' Here and Now '...


“This is the real secret of life --

to be completely engaged with what you are doing in the here and now.

And instead of calling it work,

realize it is play.”



― Alan W. Watts

' Our true nature '...


The knowledge you are seeking about your true state is unknowable because comprehension at the mind level is only conceptual and therefore totally illusory.

What you are seeking is what you ALREADY ARE.

We neither exist nor not exist.

Our true nature is neither presence nor absence but the annihilation of both.


-A Net of Jewels
Ramesh S. Balsekar



' Unchanging Truth '...


How can a mental state be the final realization?

It is temporary.

Mystic experience is such a state.

It is something one enters and leaves.

Beyond and higher is realization of unchanging truth.




-- Notebooks Category 16: The Sensitives >
Chapter 2: Phases of Mystical Development > # 29
Paul Brunton

Van Morrison - Enlightenment (Audio)

' I am that I was '...


"I am that I was and that I shall remain now and forever.

Then I receive an impulse which carries me above all angels.

In this impulse I conceive such passing riches that I am not content with God as being God, as being all his godly works, for in this breaking-through I find that God and I are both the same.

Then I am what I was, I neither wax nor wane, for I am the motionless cause that is moving all things."



Meister Eckhart
Franz Pfeiffer, editor
The Works of Meister Eckhart
Translated by C. de B. Evans,
London: John M. Watkins, 1924, vol 1, p. 221

' Stinginess '...


One day Mulla Nasruddin saw a crowd gathered around a pond. A Muslim
priest with a huge turban on his head had fallen in the water and was
calling for help. People were leaning over and saying, "Give me your
hand, Reverend! Give me your hand!" But the priest didn't pay
attention to their offer to rescue him; he kept wrestling with the
water and shouting for help.

Finally the Mulla stepped forward. "Let me handle this." He
stretched out his hand toward the priest and shouted at him, "Take my
hand!"

The priest grabbed the Mulla's hand and was hoisted out of the
pond. People, very surprised, asked the Mulla for the secret of his
strategy.

"It is very simple," he replied, "I knew this miser wouldn't give
anything to anyone. So instead of saying, 'Give me your hand,' I
said, 'Take my hand,' and sure enough he took it."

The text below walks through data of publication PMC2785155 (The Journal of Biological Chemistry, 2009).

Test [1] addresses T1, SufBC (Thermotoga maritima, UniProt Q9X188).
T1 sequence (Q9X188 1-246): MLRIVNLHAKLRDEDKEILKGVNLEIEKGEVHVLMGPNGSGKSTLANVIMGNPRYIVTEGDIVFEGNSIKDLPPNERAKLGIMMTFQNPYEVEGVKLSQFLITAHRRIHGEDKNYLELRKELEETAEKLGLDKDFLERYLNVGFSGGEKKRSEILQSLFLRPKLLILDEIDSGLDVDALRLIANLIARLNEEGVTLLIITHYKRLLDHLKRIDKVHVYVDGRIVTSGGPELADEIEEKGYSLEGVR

Mevlana Jalaluddin Rumi
as collected by James Fadiman & Robert Frager


' Two ways to Realization '...


There are two different ways to realization:

(a) The path of yoga meditation whose goal is nirvikalpa samadhi.

(b) Gnana whose goal is sahaja samadhi.

This looks on the world as being only a picture, unreal.

Both seek and reach the same Brahman, the world disappearing for both.



-- Notebooks Category 25: World-Mind in Individual Mind >
Chapter 2: Enlightenment Which Stays > # 130 Paul Brunton


' Tao Te Ching '...


Between birth and death,
Three in ten are followers of life,
Three in ten are followers of death,
And men just passing from birth to death also number three in ten.
Why is this so?
Because they live their lives on the gross level.

He who knows how to live can walk abroad
Without fear of rhinoceros or tiger.
He will not be wounded in battle.
For in him rhinoceroses can find no place to thrust their horn,
Tigers no place to use their claws,
And weapons no place to pierce.

Why is this so?
Because he has no place for death to enter.



- Lao-tzu
Tao Te Ching
Translation by Gia-fu Feng and Jane English
Vintage Books Edition, September 1972

' Beyond the shadow '...


~This passage is from Thomas Merton's posthumous Asian Journal, describing his awakening experience upon seeing the great Buddha statues at Polonnaruwa, Ceylon (Sri Lanka):

“Looking at these figures I was suddenly,
almost forcibly, jerked clean out of the habitual, half-
tied vision of things, and an inner clearness, clarity, as
if exploding from the rocks themselves, became evident
and obvious.

The queer evidence of the reclining
figure, the smile, the sad smile of Ananda standing with
arms folded (much more ‘imperative’ than Da Vinci’s
Mona Lisa because completely simple and
straightforward).

The thing about all this is that there is
no puzzle, no problem, and really no ‘mystery.’ All
problems are resolved and everything is clear, simply
because what matters is clear. The rock, all matter, all
life, is charged with dharmakaya . . .

everything is
emptiness and everything is compassion. I don’t know
when in my life I have ever had such a sense of beauty
and spiritual validity running together in one aesthetic
illumination.

Surely, with Mahabalipuram and
Polonnaruwa my Asian pilgrimage has come clear and
purified itself. I mean, I know and have seen what I
was obscurely looking for. I don’t know what else
remains but I have now seen and have pierced through
the surface and have got beyond the shadow and the
disguise.”


~from The Asian Journal of Thomas Merton,

' Escaping difficulties '...


There is no permanent way of escaping difficulties other than the way of seeking spiritual realization.

That is what we have really incarnated for.

This may seem hard on us,

but life on earth as it is known today is also hard for many people.




-- Notebooks Category 13: Human Experience >
Chapter 1: Situation > # 394 Paul Brunton